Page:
This is another short story based on a flash fiction challenge posed by the fabulous Chuck Wendig. The challenge this time was to write a 1000 word piece that featured dinosaurs.
I am currently at my self designed Cimarron Session writing retreat and am in the Eagle Room – hence the protagonist. Chuck called his post Must Love Dinosaurs, sorry but my eagle doesn’t, c’est la vie 🙂
From his vantage the giant beasts seemed insignificant. Not quite ant like, it would take a height far higher than he was capable to make the hulking, stupid creatures seem that small.
Still, perched on a craggy outcropping, in the thin air at high altitude, the eagle felt vastly superior. Far below, on the plain, among the long grass, in the forest and deep in the lake, the dinosaurs reigned. Some lumbered, ponderous and clumsy, others small and skittish, all thick headed and stupid.
Even the meat eaters, those that relied on their cunning, strength or size to keep them sustained were beneath the eagle’s contempt. He watched them from his aerie, saw their attempts at stealth and, if he’d been able to, laughed aloud.
Even the most fearsome, the most successful hunters had ridiculous incapacities, tiny arms, lateral eyes, fragile unprotected young.
It baffled the eagle how such a poorly designed creature could dominate the environment for such a long time. He cocked his head to the side and blinked rapidly the thought twisted in his brain, he was unable to make sense of the idiocy that mother nature had displayed in allowing the dinosaurs such carte blanche superiority for so long.
The eagle shifted his weight from his right talon to his left and back again. A shudder ran down his body, his right wing stretched slightly out from his body, just enough for the trailing feathers to separate slightly in the strong wind.
The frustration built, a knot formed in the belly of the eagle. Tensed, the proud head ducked down, the shoulders hunched up and the legs tensed. His wings stretched wide, wider, widest. He waited, feeling the air movement, his feathers caressed, wings quivered in anticipation, buffeted by the strong wind.
Able to stand it no longer, his legs tensed like a spring and in a swift and powerful movement he is propelled into the air. Escaping the rock and the creatures below he climbed higher and higher. An arrow loosed into the crisp blue sky. The air thinned, the cold increased, the eagle reached his limit and, reluctantly, turned.
Wings tucked tight to his body, the eagle pierced the sky, punched holes through the clouds, his eyes shuttered against the air that rushed past him.
His speed is unmatched, his exhilaration equally high. King of the sky, even in streamlined flight his chest puffed in pride, his knew and displayed his superiority.
Effortlessly, gracefully he extended his wings, his descent was slowed. He need not display his power so blatantly. He slowed, languorous beats, his great wings rise and descend slowly, enough to keep him aloft. The beasts below him were now large in the eagle’s gaze. His sharp sight saw every scar on every leathered hide, his keen senses were insulted by their fetid breath, their steaming dung. He was offended by their dull, vacuous gazes.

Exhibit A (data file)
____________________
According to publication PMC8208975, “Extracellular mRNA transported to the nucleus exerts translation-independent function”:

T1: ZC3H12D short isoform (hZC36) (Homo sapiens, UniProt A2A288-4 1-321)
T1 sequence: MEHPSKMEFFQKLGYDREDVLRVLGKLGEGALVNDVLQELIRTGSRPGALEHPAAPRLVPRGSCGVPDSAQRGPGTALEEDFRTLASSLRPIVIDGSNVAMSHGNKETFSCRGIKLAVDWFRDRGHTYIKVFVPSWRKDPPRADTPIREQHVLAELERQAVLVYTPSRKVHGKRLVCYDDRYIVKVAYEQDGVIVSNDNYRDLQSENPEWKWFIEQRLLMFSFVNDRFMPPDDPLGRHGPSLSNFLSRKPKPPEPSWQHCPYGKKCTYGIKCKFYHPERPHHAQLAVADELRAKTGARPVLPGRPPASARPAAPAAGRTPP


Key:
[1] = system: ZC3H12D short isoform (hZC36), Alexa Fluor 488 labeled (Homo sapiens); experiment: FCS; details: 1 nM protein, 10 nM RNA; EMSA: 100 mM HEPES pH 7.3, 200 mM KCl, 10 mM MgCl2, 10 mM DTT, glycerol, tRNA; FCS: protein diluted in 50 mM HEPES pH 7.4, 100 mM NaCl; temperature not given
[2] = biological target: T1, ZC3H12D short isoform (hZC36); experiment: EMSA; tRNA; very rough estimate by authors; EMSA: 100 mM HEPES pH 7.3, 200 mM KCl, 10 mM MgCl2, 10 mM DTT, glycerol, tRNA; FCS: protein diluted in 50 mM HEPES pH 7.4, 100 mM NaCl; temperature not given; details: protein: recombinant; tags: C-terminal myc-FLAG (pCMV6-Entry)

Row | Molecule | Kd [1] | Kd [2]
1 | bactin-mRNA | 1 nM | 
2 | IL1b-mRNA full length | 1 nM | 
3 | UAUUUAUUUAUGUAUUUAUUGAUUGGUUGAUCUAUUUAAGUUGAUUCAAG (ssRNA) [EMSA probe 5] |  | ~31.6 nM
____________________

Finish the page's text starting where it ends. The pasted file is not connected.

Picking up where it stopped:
If an eagle could sigh, this eagle sighed.
Even worse than the dinosaurs were the pale, thin creatures who had emerged from the forest. The eagle was yet to understand these animals. They seemed awkward, poorly suited to their environment, their hairless hides were far too thin to protect them. They had no ability to bring down prey without using rocks or sharpened sticks, their talons were flimsy, yet dexterous. They seemed unable to graze and they were loud, they made incessant noise, the stupid dinosaurs found them easy prey.
And yet, their eyes were not vacant. They did stupid things, certainly. Their young were ridiculously vulnerable. But every so often the eagle had seen them work together, they combined forces and used planning and forethought for their defence or to bring down a dinosaur.
But they could not fly. The eagle was supreme in his domain. A powerful beat of his wings propelled him forward, a dip, and turn of his tail feathers and he banked sharply.
He tired of his surveillance, exhausted by the frustration brought on by his superiority. He turned again, feathers caressed by the breeze. His keen eyes spied his favourite crag. He would return, to rest and survey from his mountaintop.
A coldness crept over him, gradually. Starting at his tail, keeping pace with his flight and then, gradually, it extended. The shadow crept along his body, he didn’t register the change, the blotting of the sun, until it crept up along his wings.
Without a conscience thought the eagle banked sharply, his direction angled sharply to the right. At the same time he folded his wings back slightly, his speed increased, he dove closer to the ground.
Above, the shadow, inexplicably grew larger. The eagle was confused, he changed direction again.
The shadow shifted, lifted. And then, to his right, he saw a bird. A monstrous, enormous bird. Each feather was as long as the eagle himself. Enormous.
The eagle’s wings stopped. A heartbeat. The eagle fell. Feathers at every angle, head over tail over head over wings over talons. Tumbled, plummeted, like a stone.
Mind and body lost and fallen. The last thing the eagle saw before his body was pierced by the jagged rocks was the mighty bird’s eye.
It was vacant, stupid. The damn thing was a dinosaur, beneath his contempt.
And then the eagle’s body struck the rock.